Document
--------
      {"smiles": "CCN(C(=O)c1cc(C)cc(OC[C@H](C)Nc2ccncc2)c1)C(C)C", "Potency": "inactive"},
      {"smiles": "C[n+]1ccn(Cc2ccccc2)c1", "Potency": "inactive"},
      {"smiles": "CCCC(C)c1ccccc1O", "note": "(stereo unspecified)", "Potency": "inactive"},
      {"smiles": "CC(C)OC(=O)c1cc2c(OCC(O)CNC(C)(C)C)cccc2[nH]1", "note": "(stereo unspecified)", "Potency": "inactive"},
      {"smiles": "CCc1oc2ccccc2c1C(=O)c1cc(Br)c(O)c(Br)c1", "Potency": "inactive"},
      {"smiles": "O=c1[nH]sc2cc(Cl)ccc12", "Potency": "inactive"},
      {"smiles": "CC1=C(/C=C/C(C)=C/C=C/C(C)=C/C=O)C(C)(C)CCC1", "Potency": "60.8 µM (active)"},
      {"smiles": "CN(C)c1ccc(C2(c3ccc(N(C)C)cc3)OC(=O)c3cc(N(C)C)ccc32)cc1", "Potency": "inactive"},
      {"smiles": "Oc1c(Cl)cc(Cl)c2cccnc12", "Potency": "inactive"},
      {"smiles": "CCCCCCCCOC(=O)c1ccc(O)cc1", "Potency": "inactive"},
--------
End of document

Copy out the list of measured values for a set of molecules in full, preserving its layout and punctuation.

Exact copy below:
      {"smiles": "CCN(C(=O)c1cc(C)cc(OC[C@H](C)Nc2ccncc2)c1)C(C)C", "Potency": "inactive"},
      {"smiles": "C[n+]1ccn(Cc2ccccc2)c1", "Potency": "inactive"},
      {"smiles": "CCCC(C)c1ccccc1O", "note": "(stereo unspecified)", "Potency": "inactive"},
      {"smiles": "CC(C)OC(=O)c1cc2c(OCC(O)CNC(C)(C)C)cccc2[nH]1", "note": "(stereo unspecified)", "Potency": "inactive"},
      {"smiles": "CCc1oc2ccccc2c1C(=O)c1cc(Br)c(O)c(Br)c1", "Potency": "inactive"},
      {"smiles": "O=c1[nH]sc2cc(Cl)ccc12", "Potency": "inactive"},
      {"smiles": "CC1=C(/C=C/C(C)=C/C=C/C(C)=C/C=O)C(C)(C)CCC1", "Potency": "60.8 µM (active)"},
      {"smiles": "CN(C)c1ccc(C2(c3ccc(N(C)C)cc3)OC(=O)c3cc(N(C)C)ccc32)cc1", "Potency": "inactive"},
      {"smiles": "Oc1c(Cl)cc(Cl)c2cccnc12", "Potency": "inactive"},
      {"smiles": "CCCCCCCCOC(=O)c1ccc(O)cc1", "Potency": "inactive"},